Even today, we still have lots of misconceptions about Africa. Such was even more true in the early 1950s, where most of the public perception of the continent was guided by movies, mostly the very successful series of Tarzan films.
That began to change a bit with the release of King Solomon’s Mines, with Deborah Kerr and Stewart Granger. Old King Solomon seemed to open up the gates on the genre and it wasn’t long until more came along. White Witch Doctor is no different. On paper it looks like the release of the year, with Susan Hayward and Robert Mitchum leading the cast, excellent director Henry Hathaway at the helm and even sporting a score by the ephemeral Bernard Herrmann.
Unfortunately the results onscreen make the film merely a strong B picture. The plot is relatively straightforward with Robert Mitchum playing his typical tough guy, with this version being a veteran trapper who, perhaps against his better judgement, agrees to escort a nurse, played by Susan Hayward upriver to rendezvous with the local doctor in residence.
Over the course of their journey they encounter the usual series of torments, ranging from escaped gorillas, unruly native witch doctors, and the like. Though the result is still enjoyable and entertaining, the film doesn’t offer anything in the means of fine entertainment. Thankfully the escaped gorilla attack isn’t the worse onscreen image of “man in ape suit,” but it is darn close. Take it for what it is.
Mitchum has his usual droopy eyed demeanor, and is clearly not overly challenged- nor perhaps even overly interested, in the proceedings. Mitchum, who almost always strikes me as somewhat cynical (perhaps why he is a favorite), is even more so here. The only challenge here is finding where Mitchum ends and the part begins.
Hayward, though most erroneously don’t identify as an “outdoorsy” actress, carries most of the proceedings and does so quite well, thank you very much. She doesn’t come across as the rough and rather ballsy African heroine that Katherine Hepburn would portray in The African Queen but the results are more dramatic, perhaps if only because Mitchum’s character pales to the extreme to Bogart’s Charlie Allnut.
Surprisingly, and unbeknownst to this viewer until this viewing, was a score from perennial favorite Bernard Herrmann. It is a good score, being both deep and rather brooding, with a heavy reliance on the woodwinds which he traditionally used so well- along with some cowbell in the opening title sequence.
Overall the score seems unoriginal, harkening back to 1959’s Journey to the Center of the Earth. Even some of the motifs he uses seem recycled. Hopefully you caught the inaccuracy of the above as White Witch Doctor came out roughly 6 years prior to Journey to the Center of the Earth. So perhaps here is an instance of the imitation garnering more fame than the original, though asuredly that is putting things too far. Sadly, the only issued fragments of recordings are from the classic Charles Gerhardt series of recordings from the early 1970s. It is always nice to see what Herrmann has his orchestra banging on today.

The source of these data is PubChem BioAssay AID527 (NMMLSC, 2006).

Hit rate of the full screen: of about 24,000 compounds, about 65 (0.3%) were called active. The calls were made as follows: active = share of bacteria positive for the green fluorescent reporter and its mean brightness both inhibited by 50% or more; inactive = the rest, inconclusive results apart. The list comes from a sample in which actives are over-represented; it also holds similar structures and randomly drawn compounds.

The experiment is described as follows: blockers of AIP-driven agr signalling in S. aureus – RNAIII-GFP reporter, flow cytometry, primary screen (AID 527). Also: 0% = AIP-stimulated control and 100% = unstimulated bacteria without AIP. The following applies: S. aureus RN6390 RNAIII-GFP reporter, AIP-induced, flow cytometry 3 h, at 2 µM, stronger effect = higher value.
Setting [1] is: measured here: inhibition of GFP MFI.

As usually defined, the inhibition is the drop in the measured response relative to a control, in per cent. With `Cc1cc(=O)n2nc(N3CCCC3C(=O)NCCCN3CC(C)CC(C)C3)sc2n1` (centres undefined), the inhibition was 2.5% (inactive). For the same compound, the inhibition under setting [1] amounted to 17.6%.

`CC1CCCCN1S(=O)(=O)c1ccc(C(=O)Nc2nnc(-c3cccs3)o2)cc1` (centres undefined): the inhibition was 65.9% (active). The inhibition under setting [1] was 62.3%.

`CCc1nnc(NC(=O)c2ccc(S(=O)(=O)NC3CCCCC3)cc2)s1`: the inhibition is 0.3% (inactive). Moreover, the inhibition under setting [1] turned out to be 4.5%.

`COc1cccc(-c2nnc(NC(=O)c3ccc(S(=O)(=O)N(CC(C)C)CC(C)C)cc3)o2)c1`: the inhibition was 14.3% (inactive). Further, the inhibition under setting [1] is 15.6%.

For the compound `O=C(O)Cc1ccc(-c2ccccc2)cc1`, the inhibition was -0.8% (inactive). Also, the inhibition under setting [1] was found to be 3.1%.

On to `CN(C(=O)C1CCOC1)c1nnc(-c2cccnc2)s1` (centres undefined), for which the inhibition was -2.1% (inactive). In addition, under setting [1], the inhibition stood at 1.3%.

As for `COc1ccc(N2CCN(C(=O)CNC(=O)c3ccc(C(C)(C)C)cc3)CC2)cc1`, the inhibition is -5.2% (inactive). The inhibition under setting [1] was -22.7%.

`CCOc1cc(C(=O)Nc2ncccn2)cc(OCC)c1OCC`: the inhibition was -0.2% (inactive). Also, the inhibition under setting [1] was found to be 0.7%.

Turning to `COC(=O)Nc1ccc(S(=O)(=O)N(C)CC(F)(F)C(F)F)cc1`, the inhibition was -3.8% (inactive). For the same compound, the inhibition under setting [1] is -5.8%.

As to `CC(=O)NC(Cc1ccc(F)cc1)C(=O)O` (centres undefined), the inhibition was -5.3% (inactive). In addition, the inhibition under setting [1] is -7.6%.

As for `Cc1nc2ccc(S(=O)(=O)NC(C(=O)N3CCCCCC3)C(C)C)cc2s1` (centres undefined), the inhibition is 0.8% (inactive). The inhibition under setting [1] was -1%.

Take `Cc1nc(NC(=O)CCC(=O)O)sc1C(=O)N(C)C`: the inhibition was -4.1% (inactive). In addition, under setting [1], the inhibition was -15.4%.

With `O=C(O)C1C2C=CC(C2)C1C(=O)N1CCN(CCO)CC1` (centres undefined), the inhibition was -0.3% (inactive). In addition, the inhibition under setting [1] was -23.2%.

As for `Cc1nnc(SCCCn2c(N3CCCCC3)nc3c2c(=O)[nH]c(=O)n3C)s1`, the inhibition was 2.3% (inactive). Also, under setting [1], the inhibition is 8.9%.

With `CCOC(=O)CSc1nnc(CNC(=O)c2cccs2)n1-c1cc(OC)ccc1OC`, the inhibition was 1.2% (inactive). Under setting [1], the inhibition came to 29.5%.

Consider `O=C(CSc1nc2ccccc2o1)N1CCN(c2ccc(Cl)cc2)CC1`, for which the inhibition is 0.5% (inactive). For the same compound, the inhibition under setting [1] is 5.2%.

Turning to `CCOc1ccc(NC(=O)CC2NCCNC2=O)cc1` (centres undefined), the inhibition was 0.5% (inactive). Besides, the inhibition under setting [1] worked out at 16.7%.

But back to the picture itself, which is enjoyable if light fun. Filmed most likely entirely by the cast in studio, with ample splicing in of stock location footage which gives a good feel for the local ambiance, many have been mislead to believe that the cast actually went to the Congo (then Zaire) for the film. Such wasn’t the case but the ending atmosphere is better and much smoother than John Ford’s similar (but overall much better) Mogambo, in which the stock location footage was obviously just that.
At least here the melding of the two sources flows much better, although those that would place White Witch Doctor in the same league as Mogambo are in error, neither is the smash home run one would expect given the pedigree of the component parts.
If you go into a viewing of White Witch Doctor expecting a classic, full of political commentary and the like, you’ll surely be disappointed. However, if you go into it with the hope of just watching a good yarn and being entertained, you’ll find it a very enjoyable picture. Just remember that on-screen reality wasn’t then what it is now. Overall, this is a pretty fun film.
White Witch Doctor isn’t readily available via any means outside of hoping and praying it appears on TCM, although there is a Region 2 DVD available.